New Rules Will Make Money Transfers Abroad Safer

Source: WIkipedia Commons (image linked to page)

Today, the Consumer Financial Protection Bureau (CFPB) will begin implementing a new rule that will make it safer and cheaper to send money to loved ones abroad.  Consumers wire billions of dollars to foreign countries every year, but remittance providers can sometimes tack unnecessary, exorbitant costs onto those money transfers.  In 2009 alone, immigrants from Mexico wired almost $23 billion in remittances and spent an estimated $1.5 billion in fees and other costs to perform these transactions.  With the adoption of these new provisions, consumers will finally have the information they need to make good decisions about remittance products and the confidence of knowing that a consumer watchdog is looking after their interests in this market.

The new provisions require that:

  • Financial institutions must provide full disclosure to consumers before accepting payment.
  • Disclosures must include the exchange rate, fees, and the amount of money to be delivered.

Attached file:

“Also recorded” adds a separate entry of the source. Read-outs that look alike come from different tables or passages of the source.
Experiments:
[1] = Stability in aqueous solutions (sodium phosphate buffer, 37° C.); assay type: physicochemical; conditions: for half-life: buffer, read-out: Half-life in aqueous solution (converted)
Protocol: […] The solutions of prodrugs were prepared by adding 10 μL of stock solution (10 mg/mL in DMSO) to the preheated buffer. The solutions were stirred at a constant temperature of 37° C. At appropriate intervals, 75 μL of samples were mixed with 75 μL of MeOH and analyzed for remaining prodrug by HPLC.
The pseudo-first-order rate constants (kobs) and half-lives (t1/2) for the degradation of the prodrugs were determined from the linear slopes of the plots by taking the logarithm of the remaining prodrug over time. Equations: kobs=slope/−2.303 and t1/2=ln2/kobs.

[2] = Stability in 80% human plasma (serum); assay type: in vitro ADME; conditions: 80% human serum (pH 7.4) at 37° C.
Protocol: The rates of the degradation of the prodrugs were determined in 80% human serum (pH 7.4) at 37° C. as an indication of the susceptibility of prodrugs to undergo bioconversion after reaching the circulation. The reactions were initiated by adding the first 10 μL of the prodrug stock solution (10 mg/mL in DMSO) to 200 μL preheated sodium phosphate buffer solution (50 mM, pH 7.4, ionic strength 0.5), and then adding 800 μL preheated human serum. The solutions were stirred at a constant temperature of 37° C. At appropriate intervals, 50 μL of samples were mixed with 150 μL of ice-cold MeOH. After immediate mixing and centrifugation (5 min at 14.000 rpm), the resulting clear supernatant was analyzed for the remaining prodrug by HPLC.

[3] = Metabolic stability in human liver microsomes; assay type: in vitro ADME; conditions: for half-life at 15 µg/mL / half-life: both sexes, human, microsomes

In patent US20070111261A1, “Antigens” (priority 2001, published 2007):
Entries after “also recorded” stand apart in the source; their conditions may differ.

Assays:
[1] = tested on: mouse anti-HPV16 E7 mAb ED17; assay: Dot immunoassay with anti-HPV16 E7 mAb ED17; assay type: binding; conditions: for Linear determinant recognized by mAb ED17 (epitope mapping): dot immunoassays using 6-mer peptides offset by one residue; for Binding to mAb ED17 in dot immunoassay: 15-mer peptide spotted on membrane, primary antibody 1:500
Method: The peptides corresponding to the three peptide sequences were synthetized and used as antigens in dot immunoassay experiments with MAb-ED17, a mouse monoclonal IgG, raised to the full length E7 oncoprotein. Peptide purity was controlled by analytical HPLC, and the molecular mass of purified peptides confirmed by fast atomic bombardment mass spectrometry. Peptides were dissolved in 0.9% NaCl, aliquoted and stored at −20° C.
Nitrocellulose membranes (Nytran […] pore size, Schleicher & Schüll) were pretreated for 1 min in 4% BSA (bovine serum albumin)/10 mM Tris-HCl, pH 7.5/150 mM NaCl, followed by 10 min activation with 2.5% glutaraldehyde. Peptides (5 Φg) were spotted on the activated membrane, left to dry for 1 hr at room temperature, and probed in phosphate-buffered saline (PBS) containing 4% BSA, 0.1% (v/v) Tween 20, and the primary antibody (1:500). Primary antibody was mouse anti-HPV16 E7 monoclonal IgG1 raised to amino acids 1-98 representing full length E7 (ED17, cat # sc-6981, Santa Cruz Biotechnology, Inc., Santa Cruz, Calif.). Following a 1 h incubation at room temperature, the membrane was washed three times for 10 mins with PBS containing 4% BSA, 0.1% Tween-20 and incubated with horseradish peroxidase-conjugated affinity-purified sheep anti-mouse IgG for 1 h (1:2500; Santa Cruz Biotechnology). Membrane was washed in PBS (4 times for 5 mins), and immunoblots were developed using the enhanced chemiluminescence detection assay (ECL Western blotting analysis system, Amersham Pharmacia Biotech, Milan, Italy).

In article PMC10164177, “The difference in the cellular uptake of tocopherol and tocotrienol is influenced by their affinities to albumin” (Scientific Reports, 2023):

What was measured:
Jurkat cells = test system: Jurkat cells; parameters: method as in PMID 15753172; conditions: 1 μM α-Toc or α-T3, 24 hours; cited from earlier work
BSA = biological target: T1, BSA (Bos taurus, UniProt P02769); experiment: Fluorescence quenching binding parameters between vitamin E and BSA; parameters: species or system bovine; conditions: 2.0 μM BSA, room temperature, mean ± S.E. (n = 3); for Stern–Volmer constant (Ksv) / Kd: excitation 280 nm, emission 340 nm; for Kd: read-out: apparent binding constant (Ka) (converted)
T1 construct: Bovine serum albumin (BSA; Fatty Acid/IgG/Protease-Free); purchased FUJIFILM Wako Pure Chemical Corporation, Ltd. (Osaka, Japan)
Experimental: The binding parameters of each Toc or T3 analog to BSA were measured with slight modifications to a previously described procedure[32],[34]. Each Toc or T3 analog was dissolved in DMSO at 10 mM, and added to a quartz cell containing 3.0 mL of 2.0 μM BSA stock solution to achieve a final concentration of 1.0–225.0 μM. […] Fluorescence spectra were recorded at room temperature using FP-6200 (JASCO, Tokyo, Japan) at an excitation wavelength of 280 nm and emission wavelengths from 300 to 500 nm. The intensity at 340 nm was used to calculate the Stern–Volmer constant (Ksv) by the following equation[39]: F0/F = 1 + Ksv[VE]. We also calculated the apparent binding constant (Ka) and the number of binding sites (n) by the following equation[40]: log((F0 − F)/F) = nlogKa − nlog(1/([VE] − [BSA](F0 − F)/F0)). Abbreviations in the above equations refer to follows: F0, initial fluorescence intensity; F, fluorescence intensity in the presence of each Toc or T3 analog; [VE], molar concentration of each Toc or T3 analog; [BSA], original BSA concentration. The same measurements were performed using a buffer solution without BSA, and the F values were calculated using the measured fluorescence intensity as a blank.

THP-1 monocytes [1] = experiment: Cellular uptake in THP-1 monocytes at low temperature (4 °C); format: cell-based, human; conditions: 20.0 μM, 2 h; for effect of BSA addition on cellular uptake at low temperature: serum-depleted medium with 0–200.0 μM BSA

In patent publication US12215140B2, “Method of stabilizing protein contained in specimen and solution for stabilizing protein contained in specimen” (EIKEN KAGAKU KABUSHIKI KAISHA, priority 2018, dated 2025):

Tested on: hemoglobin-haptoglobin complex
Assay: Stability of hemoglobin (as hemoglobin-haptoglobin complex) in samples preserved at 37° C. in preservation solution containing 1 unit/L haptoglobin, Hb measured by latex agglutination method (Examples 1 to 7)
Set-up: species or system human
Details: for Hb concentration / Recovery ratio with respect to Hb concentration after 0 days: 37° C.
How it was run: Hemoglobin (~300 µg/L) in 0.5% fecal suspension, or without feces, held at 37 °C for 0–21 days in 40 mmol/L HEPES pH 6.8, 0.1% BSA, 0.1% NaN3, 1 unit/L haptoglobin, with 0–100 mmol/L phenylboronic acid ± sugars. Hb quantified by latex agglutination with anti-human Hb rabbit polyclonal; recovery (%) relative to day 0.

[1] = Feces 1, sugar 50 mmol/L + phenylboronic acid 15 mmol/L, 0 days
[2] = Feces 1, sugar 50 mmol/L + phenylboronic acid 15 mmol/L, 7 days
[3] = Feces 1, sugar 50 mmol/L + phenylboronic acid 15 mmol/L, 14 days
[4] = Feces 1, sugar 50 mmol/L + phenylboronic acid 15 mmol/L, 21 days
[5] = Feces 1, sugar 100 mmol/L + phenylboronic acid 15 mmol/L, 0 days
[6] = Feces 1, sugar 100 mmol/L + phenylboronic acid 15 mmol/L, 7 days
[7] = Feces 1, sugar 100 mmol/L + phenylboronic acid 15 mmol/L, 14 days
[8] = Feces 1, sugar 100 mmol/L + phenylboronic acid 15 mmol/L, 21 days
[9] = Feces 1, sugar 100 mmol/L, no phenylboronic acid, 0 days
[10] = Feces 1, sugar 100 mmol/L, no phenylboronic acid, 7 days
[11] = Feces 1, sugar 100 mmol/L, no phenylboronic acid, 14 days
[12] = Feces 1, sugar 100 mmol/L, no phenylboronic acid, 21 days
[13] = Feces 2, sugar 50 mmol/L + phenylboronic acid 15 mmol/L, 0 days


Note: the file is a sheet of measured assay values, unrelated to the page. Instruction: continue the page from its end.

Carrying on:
• Proof of payment, along with the date the money will be received, must also be provided to the consumer.
  • Companies providing remittance transfers are responsible for any errors that occur.

NCLR applauds the CFPB for pushing new banking and financial reform efforts that directly help Latinos and other immigrants.  The remittance market is huge but historically has been loosely regulated.  Thankfully, the CFPB has worked collaboratively with groups like NCLR to ensure that our concerns are addressed.  These provisions will help consumers better understand up front what they are paying for, giving them the opportunity to shop for the best deal.  Having worked on this issue for years, NCLR is pleased to see this sensible outcome and will continue working with the CFPB to make sure these new rules work for everyone.

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